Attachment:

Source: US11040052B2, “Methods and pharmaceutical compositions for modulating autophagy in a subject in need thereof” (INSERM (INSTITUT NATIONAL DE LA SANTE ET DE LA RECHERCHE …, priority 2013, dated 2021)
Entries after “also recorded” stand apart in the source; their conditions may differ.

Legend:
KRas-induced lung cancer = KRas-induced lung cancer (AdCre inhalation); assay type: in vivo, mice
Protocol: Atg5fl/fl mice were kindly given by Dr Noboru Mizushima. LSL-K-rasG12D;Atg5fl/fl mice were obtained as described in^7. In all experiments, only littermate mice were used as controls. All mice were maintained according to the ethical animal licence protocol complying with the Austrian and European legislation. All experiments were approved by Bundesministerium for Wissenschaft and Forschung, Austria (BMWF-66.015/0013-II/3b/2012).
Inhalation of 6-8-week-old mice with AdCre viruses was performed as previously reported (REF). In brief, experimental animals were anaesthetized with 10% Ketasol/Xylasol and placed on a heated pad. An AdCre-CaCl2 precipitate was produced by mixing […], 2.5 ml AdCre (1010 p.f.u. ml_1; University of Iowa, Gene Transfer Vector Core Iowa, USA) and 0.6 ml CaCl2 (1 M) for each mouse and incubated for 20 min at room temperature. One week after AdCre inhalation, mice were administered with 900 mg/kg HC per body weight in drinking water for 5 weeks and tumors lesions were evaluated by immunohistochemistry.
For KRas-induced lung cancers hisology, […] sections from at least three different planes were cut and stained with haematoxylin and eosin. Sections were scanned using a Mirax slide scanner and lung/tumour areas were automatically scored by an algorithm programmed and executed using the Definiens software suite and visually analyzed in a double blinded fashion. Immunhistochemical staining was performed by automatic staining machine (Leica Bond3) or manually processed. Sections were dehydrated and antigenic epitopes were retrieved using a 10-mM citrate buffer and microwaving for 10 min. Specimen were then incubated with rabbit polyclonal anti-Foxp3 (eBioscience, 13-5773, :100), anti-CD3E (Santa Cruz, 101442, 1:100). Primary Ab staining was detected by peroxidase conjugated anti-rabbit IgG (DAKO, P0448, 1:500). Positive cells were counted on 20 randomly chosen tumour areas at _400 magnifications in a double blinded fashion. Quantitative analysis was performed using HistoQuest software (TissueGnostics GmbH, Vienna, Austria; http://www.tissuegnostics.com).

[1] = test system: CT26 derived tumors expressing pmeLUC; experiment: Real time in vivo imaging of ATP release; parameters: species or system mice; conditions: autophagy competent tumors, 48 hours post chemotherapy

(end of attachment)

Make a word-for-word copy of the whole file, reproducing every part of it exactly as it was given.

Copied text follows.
Source: US11040052B2, “Methods and pharmaceutical compositions for modulating autophagy in a subject in need thereof” (INSERM (INSTITUT NATIONAL DE LA SANTE ET DE LA RECHERCHE …, priority 2013, dated 2021)
Entries after “also recorded” stand apart in the source; their conditions may differ.

Legend:
KRas-induced lung cancer = KRas-induced lung cancer (AdCre inhalation); assay type: in vivo, mice
Protocol: Atg5fl/fl mice were kindly given by Dr Noboru Mizushima. LSL-K-rasG12D;Atg5fl/fl mice were obtained as described in^7. In all experiments, only littermate mice were used as controls. All mice were maintained according to the ethical animal licence protocol complying with the Austrian and European legislation. All experiments were approved by Bundesministerium for Wissenschaft and Forschung, Austria (BMWF-66.015/0013-II/3b/2012).
Inhalation of 6-8-week-old mice with AdCre viruses was performed as previously reported (REF). In brief, experimental animals were anaesthetized with 10% Ketasol/Xylasol and placed on a heated pad. An AdCre-CaCl2 precipitate was produced by mixing […], 2.5 ml AdCre (1010 p.f.u. ml_1; University of Iowa, Gene Transfer Vector Core Iowa, USA) and 0.6 ml CaCl2 (1 M) for each mouse and incubated for 20 min at room temperature. One week after AdCre inhalation, mice were administered with 900 mg/kg HC per body weight in drinking water for 5 weeks and tumors lesions were evaluated by immunohistochemistry.
For KRas-induced lung cancers hisology, […] sections from at least three different planes were cut and stained with haematoxylin and eosin. Sections were scanned using a Mirax slide scanner and lung/tumour areas were automatically scored by an algorithm programmed and executed using the Definiens software suite and visually analyzed in a double blinded fashion. Immunhistochemical staining was performed by automatic staining machine (Leica Bond3) or manually processed. Sections were dehydrated and antigenic epitopes were retrieved using a 10-mM citrate buffer and microwaving for 10 min. Specimen were then incubated with rabbit polyclonal anti-Foxp3 (eBioscience, 13-5773, :100), anti-CD3E (Santa Cruz, 101442, 1:100). Primary Ab staining was detected by peroxidase conjugated anti-rabbit IgG (DAKO, P0448, 1:500). Positive cells were counted on 20 randomly chosen tumour areas at _400 magnifications in a double blinded fashion. Quantitative analysis was performed using HistoQuest software (TissueGnostics GmbH, Vienna, Austria; http://www.tissuegnostics.com).

[1] = test system: CT26 derived tumors expressing pmeLUC; experiment: Real time in vivo imaging of ATP release; parameters: species or system mice; conditions: autophagy competent tumors, 48 hours post chemotherapy